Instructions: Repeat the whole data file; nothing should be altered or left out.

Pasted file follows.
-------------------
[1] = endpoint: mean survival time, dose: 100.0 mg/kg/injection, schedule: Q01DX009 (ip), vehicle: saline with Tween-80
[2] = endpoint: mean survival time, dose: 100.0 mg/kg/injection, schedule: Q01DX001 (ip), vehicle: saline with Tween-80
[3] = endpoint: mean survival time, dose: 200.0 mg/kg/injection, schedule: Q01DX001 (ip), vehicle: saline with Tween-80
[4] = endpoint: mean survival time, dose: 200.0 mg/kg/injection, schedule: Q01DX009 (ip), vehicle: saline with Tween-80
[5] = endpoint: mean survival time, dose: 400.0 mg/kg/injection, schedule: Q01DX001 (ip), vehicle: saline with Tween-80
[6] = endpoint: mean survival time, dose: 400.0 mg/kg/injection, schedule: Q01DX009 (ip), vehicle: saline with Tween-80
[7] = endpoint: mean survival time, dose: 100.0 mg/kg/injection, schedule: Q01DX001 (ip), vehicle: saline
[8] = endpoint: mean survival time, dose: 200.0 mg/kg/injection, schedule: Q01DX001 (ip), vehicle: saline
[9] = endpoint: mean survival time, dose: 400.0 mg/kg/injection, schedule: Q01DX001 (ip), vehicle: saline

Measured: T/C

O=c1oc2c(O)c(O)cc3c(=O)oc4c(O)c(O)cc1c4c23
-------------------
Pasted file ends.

[1] = endpoint: mean survival time, dose: 100.0 mg/kg/injection, schedule: Q01DX009 (ip), vehicle: saline with Tween-80
[2] = endpoint: mean survival time, dose: 100.0 mg/kg/injection, schedule: Q01DX001 (ip), vehicle: saline with Tween-80
[3] = endpoint: mean survival time, dose: 200.0 mg/kg/injection, schedule: Q01DX001 (ip), vehicle: saline with Tween-80
[4] = endpoint: mean survival time, dose: 200.0 mg/kg/injection, schedule: Q01DX009 (ip), vehicle: saline with Tween-80
[5] = endpoint: mean survival time, dose: 400.0 mg/kg/injection, schedule: Q01DX001 (ip), vehicle: saline with Tween-80
[6] = endpoint: mean survival time, dose: 400.0 mg/kg/injection, schedule: Q01DX009 (ip), vehicle: saline with Tween-80
[7] = endpoint: mean survival time, dose: 100.0 mg/kg/injection, schedule: Q01DX001 (ip), vehicle: saline
[8] = endpoint: mean survival time, dose: 200.0 mg/kg/injection, schedule: Q01DX001 (ip), vehicle: saline
[9] = endpoint: mean survival time, dose: 400.0 mg/kg/injection, schedule: Q01DX001 (ip), vehicle: saline

Measured: T/C

O=c1oc2c(O)c(O)cc3c(=O)oc4c(O)c(O)cc1c4c23